1. Thanks Tracey, for this very interesting article. I asked myself the same question as to why this particular tragedy received so much attention. You have answered that question very comprehensively and given me something to think about. I too, was appalled to see the footage of the poor grief-stricken family as they left the hospital after saying their final goodbye to their son. The media moulds our reaction to everything we read and see, but we should always be mindful of others all around us who are grieving for loved ones every day. I will always remember the day after Corey’s death when the headlines in the newspaper were all about the funeral of Carl Williams and the gold coffin in which he made his final journey. Boy…..did that make me angry? You bet. So while we grieve for someone we didn’t know, let’s never forget those friends around us who have loved and lost someone we did know. They too, were ‘heroes’ to their loved ones.


      1. I am so terribly sorry i have just read through and realised that i have spelt Lizzie’s name incorrectly, i have just edited it.


  2. The similarities between the two accidents (Phil and Lizzie) are extraordinary. As a family we relived 48 hours in slow motion after Hughes was hit. There was never any doubt in my mind that he would not survive. Neither of the kids were saved by either wearing a helmet or not wearing a helmet. However the big difference was the media. We had a media pack gather outside the ICU at Royal Perth but made a conscious decision to speak to one outlet and only one interview on the condition that they left us alone. Then we told the media to back off. They asked if they could come to Lizzie’s funeral and we refused to allow that.(despite this one of the slippery outlets sent out a photographer with a long range lens and he snapped a shot of the casket from way outside and they put an article up on the net – I hope karma gets him one day)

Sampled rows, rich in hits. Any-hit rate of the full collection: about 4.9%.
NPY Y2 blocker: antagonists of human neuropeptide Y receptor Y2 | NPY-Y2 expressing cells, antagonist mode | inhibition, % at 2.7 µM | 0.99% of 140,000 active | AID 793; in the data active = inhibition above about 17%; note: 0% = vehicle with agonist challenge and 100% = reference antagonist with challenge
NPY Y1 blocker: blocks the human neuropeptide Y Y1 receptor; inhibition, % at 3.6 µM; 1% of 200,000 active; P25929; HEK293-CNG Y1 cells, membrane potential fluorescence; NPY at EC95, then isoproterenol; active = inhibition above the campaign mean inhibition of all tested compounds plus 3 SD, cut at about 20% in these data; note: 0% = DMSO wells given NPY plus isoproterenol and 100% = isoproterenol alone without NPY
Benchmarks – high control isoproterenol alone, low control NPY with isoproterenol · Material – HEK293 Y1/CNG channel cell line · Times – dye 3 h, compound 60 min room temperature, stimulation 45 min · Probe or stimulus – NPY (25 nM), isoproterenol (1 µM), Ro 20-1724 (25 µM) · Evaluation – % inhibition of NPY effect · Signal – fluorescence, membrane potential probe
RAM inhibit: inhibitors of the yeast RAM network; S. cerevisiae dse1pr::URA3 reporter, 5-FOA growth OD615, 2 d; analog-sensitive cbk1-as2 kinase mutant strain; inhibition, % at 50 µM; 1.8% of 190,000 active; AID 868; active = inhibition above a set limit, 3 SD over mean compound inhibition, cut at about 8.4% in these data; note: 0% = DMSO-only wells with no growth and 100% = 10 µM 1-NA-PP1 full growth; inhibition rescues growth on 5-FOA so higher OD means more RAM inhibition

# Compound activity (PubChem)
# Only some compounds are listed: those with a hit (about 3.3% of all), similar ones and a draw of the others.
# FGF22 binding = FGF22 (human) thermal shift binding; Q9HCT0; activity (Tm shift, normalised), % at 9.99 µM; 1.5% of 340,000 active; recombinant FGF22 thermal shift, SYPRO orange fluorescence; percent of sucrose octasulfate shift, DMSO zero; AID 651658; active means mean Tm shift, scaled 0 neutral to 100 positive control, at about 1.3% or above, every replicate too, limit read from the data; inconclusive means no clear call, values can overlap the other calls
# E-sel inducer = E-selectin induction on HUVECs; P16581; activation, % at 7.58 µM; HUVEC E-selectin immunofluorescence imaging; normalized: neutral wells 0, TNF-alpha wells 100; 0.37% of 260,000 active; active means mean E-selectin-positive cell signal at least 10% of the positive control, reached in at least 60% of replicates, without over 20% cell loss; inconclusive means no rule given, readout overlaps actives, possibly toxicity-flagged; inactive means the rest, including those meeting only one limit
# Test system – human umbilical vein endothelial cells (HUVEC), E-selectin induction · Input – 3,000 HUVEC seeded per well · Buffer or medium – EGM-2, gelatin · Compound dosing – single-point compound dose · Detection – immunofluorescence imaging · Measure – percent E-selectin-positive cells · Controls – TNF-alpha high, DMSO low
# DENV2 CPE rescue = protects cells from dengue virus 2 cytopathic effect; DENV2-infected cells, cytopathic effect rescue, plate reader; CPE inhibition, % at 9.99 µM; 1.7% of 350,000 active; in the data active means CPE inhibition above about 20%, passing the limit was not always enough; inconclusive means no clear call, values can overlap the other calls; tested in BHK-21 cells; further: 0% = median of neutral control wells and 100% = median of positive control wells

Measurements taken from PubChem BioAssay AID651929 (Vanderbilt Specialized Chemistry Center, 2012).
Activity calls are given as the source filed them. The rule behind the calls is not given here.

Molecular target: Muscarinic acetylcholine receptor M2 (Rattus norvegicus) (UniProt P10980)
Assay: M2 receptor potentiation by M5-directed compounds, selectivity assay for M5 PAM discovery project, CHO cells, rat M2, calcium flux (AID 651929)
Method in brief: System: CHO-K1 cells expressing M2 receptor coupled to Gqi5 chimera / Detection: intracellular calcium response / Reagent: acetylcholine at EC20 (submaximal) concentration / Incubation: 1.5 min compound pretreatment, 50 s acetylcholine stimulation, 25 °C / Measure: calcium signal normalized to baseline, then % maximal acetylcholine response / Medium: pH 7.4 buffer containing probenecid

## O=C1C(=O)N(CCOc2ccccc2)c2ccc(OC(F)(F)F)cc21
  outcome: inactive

I feel the media steamrolled the Phillips family. I wonder what they will think in years to come, about televising the funeral??? Bringing Hughes into the Parliament was tasteless, what about the two young Queensland jockeys? Canberra is disgusting!

    Our hockey team made a conscious decision (with us) to play the next fixture as scheduled only 4 days after Lizzie died. I felt it was best that they get back out there as soon as possible and get on with it. It was a great decision. We won the impossible game, beating the team that ultimately won the premiership. The first twenty minutes was a bit rough, going down by two goals. Our team ultimately came from behind twice, winning 4-3. Lizzie was with them all night. It was a great celebration.

    The accident was reported all over the world, that is the hockey world. Because it happened in the west there was not any great attention from the East, no interfering back slapping politicians etc.

    We are a very private family. This is the only response I have written anywhere in the last two and a half years. (Apart from giving some blogger a blast because his blog was all about gender inequality given that Hughes had a lot of attention and Lizzie didn’t – imagine using using these two accidents as the basis for a gender inequality rant, what a loser!)